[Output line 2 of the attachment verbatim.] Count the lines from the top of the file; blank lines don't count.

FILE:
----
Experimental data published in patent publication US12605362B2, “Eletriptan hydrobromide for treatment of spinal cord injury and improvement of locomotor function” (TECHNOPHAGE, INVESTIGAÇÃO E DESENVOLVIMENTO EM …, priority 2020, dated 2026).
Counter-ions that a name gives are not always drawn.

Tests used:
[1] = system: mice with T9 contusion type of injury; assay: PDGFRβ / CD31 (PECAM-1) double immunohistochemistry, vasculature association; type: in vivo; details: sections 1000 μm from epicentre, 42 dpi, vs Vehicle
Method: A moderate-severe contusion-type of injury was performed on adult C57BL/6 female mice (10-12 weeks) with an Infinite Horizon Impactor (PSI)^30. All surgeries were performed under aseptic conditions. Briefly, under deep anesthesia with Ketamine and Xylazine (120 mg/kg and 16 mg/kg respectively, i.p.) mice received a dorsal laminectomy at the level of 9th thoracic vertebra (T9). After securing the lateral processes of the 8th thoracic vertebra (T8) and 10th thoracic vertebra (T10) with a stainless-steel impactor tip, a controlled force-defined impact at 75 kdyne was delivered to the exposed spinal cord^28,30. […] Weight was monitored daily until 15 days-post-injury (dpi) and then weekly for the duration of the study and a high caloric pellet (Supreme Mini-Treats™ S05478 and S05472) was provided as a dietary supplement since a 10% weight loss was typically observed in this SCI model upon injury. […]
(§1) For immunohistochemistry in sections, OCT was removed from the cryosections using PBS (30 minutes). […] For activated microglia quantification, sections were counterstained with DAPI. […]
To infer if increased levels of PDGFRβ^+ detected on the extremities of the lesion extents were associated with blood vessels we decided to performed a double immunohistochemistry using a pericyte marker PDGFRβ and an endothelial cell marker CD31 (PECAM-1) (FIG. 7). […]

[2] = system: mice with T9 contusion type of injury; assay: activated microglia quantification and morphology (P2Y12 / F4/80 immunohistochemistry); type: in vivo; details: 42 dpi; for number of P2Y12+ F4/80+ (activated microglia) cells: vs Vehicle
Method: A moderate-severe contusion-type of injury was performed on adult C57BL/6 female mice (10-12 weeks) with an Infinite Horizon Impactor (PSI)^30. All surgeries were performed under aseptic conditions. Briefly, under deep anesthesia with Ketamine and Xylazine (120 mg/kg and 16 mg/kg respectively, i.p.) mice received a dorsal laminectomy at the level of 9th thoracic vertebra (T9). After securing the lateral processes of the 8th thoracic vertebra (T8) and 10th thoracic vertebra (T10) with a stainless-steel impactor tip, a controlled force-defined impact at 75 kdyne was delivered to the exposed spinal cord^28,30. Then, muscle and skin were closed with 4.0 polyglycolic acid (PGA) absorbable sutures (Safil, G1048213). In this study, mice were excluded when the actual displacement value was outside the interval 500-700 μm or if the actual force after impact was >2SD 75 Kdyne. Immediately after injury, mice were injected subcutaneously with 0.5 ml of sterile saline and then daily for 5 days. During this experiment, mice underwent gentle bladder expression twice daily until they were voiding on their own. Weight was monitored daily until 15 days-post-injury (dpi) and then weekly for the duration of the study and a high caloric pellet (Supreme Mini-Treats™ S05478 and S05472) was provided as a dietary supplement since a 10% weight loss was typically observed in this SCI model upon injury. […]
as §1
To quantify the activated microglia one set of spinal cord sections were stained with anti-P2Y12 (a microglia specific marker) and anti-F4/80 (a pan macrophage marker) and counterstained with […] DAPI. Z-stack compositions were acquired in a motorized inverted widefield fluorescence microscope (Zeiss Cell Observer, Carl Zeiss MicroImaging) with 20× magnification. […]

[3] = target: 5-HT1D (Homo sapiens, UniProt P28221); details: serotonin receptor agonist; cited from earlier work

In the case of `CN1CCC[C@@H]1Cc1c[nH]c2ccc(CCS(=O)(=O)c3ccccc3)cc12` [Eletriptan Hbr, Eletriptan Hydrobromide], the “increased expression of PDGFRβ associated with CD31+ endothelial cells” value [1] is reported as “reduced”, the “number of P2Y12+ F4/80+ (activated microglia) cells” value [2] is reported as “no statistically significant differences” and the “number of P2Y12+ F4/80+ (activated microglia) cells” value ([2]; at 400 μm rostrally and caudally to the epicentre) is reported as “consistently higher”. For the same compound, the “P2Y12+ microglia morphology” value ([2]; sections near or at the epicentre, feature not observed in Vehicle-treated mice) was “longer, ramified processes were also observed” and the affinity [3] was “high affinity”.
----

Counter-ions that a name gives are not always drawn.